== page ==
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Bringing Home a Preemie: How to Prepare

This article highlights ways to care for a preemie at home once they’re discharged from the NICU.
5 Feb 2016 – 07:17 AM EST

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The hospital staff called my newborn daughter, pictured above, a "borderline preemie."

When my daughter was born footling breech, five weeks early, at 5 lbs, my doctors referred to her as a "borderline preemie." Despite some minor development delays, today she’s thriving. In her honor, and to salute other preemie babies of the past, present, and future, this article highlights ways to care for a preemie at home once they’re discharged from the NICU.

Wash up
Before holding baby, make sure your hands are clean. “In general, this is good practice with all newborns. All visitors should wash their hands before holding the baby,” says Dr. Deena N. Blanchard, MD, MPH, clinical instructor, Department of Pediatrics at NYU Langone Medical Center in Manhattan. “In addition, anyone who isn’t feeling well should avoid visiting the baby.”

Head outdoors
There’s no reason to keep premature babies indoors for six weeks. “It is advisable to avoid all crowded and enclosed spaces such as malls, movies, and airplane travel until after the 2 month vaccines,” says Dr. Blanchard. “It’s safe for premature infants to go out for walks, once discharged from the hospital, as long as they are dressed appropriately.”

Maintain a schedule
“Babies in the NICU usually have a pretty structured schedule of when they eat, when they sleep, when they wake, when they need changing, when they need medication and when they need a temperature taken,” explains Sara Mosher, an Oregon-based NICU nurse. “Keep this schedule at home if you can. It will not only provide an easy transition for your baby to their new environment, but it will help give you a sense of control. You will be able to continue with something that is familiar in this new transition of bringing a NICU graduate home.”

Be conscious of vaccines
“Immunizations will be given according to baby’s age, but if your baby was very premature, he/she will require special immunization for a virus call RSV that can produce serious lung infection,” advises Dr. Natalia Isaza, MD, a neonatologist at Children’s National Health System in Washington, D.C.

Schedule appointments with specialists
According to Dr. Isaza, if your baby was very premature, once discharged, parents should make appointments with the following specialists:

Developmental pediatrician—To ensure that your baby is reaching his/her milestones and also provide support and guidance in helping your baby if those milestones are delayed.

Ophthalmologist—to evaluate their eyes for their risk of retinal problems and to follow their vision.

Pulmonologist—“If your baby is discharged home on oxygen or with an apnea monitor, the pulmonologist will be follow your baby, adjust the breathing medication, the oxygen, and the time that your baby will need the monitor,” says Dr. Isaza.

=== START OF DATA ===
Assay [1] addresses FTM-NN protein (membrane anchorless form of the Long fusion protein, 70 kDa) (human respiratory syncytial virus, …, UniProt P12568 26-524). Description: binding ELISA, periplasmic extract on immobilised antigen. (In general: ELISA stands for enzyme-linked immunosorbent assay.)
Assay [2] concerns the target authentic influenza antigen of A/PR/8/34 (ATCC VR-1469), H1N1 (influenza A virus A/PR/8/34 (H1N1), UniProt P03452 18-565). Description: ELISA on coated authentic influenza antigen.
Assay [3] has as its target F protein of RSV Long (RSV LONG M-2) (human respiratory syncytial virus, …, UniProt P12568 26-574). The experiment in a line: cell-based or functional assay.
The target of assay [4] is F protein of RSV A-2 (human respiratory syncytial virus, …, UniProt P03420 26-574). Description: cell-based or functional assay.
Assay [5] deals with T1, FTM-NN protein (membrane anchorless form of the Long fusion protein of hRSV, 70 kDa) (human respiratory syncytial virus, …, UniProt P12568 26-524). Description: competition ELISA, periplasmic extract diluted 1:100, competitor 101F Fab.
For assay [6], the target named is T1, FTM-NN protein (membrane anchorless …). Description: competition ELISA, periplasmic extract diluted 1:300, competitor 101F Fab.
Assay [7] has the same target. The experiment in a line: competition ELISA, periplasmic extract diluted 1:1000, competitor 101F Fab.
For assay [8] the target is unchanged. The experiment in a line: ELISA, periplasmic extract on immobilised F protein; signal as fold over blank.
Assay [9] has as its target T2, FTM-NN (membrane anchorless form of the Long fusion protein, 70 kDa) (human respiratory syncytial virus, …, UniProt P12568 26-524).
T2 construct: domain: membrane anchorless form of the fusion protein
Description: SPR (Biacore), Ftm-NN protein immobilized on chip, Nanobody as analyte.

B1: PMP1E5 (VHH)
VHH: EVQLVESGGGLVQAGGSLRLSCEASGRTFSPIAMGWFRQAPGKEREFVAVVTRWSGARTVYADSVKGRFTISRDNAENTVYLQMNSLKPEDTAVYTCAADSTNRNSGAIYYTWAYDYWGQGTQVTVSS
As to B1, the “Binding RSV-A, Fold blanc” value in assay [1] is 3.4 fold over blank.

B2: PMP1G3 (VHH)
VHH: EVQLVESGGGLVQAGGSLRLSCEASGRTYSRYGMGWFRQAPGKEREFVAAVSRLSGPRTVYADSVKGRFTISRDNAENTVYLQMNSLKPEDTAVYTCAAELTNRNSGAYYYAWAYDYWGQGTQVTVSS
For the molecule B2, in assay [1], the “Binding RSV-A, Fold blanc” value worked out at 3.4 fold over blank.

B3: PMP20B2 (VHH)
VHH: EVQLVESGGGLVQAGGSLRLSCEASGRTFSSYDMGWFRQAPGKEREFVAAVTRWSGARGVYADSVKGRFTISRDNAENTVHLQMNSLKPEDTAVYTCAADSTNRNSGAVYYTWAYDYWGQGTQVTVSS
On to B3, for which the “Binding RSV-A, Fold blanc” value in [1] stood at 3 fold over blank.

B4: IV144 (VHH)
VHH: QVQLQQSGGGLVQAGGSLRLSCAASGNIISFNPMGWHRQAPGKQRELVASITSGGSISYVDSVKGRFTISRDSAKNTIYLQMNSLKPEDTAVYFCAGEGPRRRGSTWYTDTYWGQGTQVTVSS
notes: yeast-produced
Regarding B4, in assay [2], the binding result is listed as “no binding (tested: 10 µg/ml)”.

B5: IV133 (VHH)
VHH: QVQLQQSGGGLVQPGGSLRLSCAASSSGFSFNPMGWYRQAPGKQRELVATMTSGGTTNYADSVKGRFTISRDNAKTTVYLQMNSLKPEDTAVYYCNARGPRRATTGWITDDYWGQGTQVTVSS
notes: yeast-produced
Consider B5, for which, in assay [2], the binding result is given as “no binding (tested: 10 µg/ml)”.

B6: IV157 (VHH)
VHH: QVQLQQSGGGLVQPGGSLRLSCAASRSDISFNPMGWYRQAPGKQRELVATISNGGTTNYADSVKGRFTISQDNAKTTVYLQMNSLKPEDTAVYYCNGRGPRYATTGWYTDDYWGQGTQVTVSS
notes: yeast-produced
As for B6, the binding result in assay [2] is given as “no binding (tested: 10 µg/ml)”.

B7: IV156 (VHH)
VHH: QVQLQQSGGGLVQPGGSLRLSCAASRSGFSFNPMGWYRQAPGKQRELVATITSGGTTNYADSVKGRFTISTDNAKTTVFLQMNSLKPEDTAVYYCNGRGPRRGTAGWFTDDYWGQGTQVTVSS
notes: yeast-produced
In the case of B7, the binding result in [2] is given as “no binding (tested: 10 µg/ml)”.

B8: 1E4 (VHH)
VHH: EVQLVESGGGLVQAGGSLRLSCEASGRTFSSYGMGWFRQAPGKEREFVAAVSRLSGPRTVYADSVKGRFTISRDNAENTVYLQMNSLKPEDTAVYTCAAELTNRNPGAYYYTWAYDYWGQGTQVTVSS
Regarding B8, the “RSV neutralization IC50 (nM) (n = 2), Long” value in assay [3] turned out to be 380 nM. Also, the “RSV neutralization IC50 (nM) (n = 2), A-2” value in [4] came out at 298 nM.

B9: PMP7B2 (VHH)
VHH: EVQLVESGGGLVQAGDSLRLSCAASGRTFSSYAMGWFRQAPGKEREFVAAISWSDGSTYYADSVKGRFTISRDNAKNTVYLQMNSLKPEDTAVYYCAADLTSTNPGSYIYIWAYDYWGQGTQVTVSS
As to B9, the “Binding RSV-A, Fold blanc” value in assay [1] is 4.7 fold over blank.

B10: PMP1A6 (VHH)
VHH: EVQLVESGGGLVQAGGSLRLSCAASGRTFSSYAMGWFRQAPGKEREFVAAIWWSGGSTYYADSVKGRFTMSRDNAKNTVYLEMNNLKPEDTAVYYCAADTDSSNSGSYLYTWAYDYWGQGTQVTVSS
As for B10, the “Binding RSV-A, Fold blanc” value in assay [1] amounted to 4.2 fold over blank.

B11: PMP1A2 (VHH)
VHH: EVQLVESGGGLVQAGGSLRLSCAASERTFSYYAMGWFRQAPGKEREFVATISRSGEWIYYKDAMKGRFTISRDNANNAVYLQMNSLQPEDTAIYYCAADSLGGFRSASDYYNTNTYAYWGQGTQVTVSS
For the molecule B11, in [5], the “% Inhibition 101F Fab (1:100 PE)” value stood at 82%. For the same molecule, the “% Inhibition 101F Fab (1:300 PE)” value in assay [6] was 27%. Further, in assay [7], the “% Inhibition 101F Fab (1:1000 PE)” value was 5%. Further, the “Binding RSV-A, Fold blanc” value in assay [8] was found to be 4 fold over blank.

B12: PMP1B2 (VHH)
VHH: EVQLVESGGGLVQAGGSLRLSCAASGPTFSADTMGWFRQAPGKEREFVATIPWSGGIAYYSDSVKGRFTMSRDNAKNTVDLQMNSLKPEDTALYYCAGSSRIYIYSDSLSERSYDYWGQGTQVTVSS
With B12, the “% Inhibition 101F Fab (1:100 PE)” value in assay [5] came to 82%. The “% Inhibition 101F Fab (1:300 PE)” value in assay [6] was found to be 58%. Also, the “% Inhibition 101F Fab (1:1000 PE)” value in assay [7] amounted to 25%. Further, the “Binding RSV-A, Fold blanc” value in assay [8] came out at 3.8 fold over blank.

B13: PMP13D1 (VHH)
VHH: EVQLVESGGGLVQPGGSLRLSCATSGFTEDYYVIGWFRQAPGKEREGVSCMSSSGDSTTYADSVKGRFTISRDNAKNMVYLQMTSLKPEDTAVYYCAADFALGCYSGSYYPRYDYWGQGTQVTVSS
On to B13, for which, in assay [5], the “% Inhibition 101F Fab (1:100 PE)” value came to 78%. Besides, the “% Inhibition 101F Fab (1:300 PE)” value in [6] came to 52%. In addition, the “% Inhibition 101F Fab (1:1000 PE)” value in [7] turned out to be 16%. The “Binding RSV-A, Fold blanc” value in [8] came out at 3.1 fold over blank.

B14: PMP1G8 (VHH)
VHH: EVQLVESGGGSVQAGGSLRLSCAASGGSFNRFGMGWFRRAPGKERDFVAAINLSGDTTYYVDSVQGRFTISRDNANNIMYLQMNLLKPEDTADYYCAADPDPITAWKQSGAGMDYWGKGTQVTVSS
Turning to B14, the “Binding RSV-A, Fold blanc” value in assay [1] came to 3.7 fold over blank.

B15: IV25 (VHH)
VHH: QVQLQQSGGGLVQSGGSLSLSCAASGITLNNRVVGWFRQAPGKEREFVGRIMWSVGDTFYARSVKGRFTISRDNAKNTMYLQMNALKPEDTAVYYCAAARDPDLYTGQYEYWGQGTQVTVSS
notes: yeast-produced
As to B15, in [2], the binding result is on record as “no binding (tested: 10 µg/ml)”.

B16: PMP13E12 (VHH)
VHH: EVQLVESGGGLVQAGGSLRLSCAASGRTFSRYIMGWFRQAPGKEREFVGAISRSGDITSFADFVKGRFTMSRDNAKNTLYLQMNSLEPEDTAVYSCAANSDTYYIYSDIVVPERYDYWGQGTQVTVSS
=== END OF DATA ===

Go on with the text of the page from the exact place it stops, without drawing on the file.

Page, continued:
Other specialists may be required depending on your baby’s medical circumstances.

Be conscious of room temperatures
Dr. Blanchard says premature infants can have difficulty with temperature regulation. “One of the criteria for hospital discharge is that premature infants be able to maintain a normal body temperature. Once this is the case, then parents should keep the room between 68 to 72 degrees as with all newborns.”

Bathe baby normally
According to Dr. Blanchard, once discharged, premature infants can be bathed and dressed as you would a full term neonate. She adds: “This means infrequent bathing every third day or so, and dressed typically in one layer more than an adult would be comfortable in.”

Milestones: Remember to adjust baby’s “age”
My daughter didn’t walk until she was 21 months old. Her pediatrician kept reminding us that she was technically one month (almost 2) “behind” because she was born 5 weeks early. I constantly compared her to other babies—a hard habit to quit.

“Until age 2, all developmental milestones should be measured based on corrected age, not chronological age,” says Dr. Blanchard, in regard to preemies. “For example, most full-term infants will have a social smile between ages 8 to 10 weeks, an infant born at 34 weeks may not social smile until 12 to 14 weeks of age.”

Adds Blanchard: “All premature infants should be screened for developmental delays at each well visit with their pediatrician and referred for services as needed.”

Today, my daughter is 2, and works with physical therapists at a sensory gym, and has a speech therapist. She’s been in Early Intervention (pediatric therapy for children under age 3 via New York City) since her first birthday, and it’s been quite beneficial. Now she doesn’t stop running—or talking up a storm!

Talk to pediatrician about at-home feedings
“When following weight gain in premature infants, it’s important to correct the weight for gestational age until 2 years of age to determine growth percentiles,” explains Dr. Blanchard. “Premature infants should be weighted more frequently on a weekly to biweekly basis for 4 to 6 weeks after discharge from the NICU. In general, after discharge post premature infants will feed around every 2 to 3 hours.”

And lastly—don’t neglect YOU
“Ask for professional help if you need it,” says Mosher. “Postpartum depression is such a common occurrence, yet so many new parents are so afraid of the social stigma of seeking ‘mental health.’ There are counselors, psychologists, support groups and many other resources available for new parents that are facing baby blues.”

Sources: Dr. Deena Blanchard; Dr. Natalia Isaza; Sara Mosher, RN, BSN, MHA